Day 67: “For No One”

When was it recorded?  May 9-19, 1966

When was it first released, and on which album?  Aug. 5, 1966 on “Revolver”

Who wrote it?  McCartney

Have I heard this song before?  Yes

What my research dug up:

Paul wrote “For No One” in Mar. 1966 “in the bathroom of a ski resort in the Swiss Alps while on holiday with his then girlfriend Jane Asher” (Wikipedia + Paul in Anthology). Originally titled “Why Did It Die?” it’s (obviously) about the end of a romantic relationship.

Of the original draft, Alan Pollack’s noted, “The first two verses match the final song exactly but from that point on, you cannot miss the rather Woody Allen-esque manner in which the hero beats his head in denial against the brick wall of truth.” Lo and behold some choice lines.

  • You wait / You’re too late / As you’re deciding why the wrong one wins, the end begins / And you will lose her.
  • Why did it die? / I’d like to know. / Try to save it.
  • You want her / You need (love) her / So make her see that you believe it may work and some day / You need each other.

“For No One” is another number that doesn’t feature the full band. Paul sings and plays piano, clavichord, and bass, while Ringo mans all the percussion instruments. British horn player Alan Civil is also featured on French horn.

“Occasionally we’d have an idea for some new kind of instrumentation, particularly for solos… On ‘For No One’ I was interested in the French horn, because it was an instrument I’d always loved from when I was a kid. It’s a beautiful sound, so I went to George Martin and said, ‘How can we go about this?’ And he said, ‘Well, let me get the very finest.’” — Paul McCartney (Anthology)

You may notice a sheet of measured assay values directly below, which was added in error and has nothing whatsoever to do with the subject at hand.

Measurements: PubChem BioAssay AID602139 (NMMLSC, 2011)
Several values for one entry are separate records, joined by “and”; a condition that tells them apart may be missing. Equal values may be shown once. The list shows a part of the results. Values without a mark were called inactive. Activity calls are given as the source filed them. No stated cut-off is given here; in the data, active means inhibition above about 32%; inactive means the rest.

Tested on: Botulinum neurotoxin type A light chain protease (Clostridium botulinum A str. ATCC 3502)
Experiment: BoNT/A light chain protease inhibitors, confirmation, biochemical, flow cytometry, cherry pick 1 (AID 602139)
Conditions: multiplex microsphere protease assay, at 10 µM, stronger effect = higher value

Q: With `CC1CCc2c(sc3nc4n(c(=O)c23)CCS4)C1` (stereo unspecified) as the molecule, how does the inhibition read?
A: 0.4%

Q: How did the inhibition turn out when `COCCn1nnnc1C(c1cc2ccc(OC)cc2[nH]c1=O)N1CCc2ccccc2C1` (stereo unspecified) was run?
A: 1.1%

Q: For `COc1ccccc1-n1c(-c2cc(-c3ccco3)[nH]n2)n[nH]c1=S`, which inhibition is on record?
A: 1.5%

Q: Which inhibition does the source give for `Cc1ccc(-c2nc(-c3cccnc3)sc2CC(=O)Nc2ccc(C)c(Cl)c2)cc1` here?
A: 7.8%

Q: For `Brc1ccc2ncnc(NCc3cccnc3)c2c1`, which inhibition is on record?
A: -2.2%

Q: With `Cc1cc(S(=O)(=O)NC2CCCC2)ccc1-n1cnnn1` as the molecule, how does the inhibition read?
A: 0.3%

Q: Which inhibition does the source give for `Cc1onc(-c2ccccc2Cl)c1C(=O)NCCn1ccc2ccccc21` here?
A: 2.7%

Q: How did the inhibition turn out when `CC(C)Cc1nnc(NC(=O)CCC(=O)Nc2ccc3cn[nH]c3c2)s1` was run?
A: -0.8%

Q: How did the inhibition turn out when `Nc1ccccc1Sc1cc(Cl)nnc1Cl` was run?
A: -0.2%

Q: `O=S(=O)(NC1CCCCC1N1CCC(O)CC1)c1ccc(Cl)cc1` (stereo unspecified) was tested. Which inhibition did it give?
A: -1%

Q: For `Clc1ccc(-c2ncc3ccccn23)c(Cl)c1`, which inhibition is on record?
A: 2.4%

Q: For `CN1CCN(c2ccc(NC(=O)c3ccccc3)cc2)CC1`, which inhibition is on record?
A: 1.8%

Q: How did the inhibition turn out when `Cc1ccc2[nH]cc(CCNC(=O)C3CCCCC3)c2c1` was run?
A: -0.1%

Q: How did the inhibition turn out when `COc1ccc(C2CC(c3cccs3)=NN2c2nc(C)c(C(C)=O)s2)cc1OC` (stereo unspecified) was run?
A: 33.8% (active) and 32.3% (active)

I was going to make a joke about Civil, but then I read he was appointed a Most Excellent Order of the British Empire, which is not something I can sneeze at. Civil played in the Royal Philharmonic Orchestra, the Philharmonia, and the BBC Symphony Orchestra (where he was “the principal horn player”). He retired in 1988 and died the following year.

Quoth the Beatles Bible, “Always pushing boundaries, [George] Martin and McCartney decided to insert a top note into the score outside the instrument’s normal range.” Sounds like kind of a nightmare, especially coupled with Civil’s comments of the song being “recorded in rather bad musical style, in that it was ‘in the cracks’ neither B-flat nor B-major [which] posed a certain difficulty in tuning my instrument.” This also happened:

“Paul didn’t realize how brilliantly Alan Civil was doing. We got the definitive performance, and Paul said, ‘Well, OK, I think you can do it better than that, can’t you, Alan?’ Alan nearly exploded. Of course, he didn’t do it better than that, and the way we’d already heard it was the way you hear it now.” — George Martin (Anthology)

Surprisingly Paul didn’t scare Civil off completely; the horn player later appeared as part of the orchestra on “A Day in the Life.”

Damn, I love that clavichord part (and the lyrics, and this song in general, but the clavichord deserves special mention).



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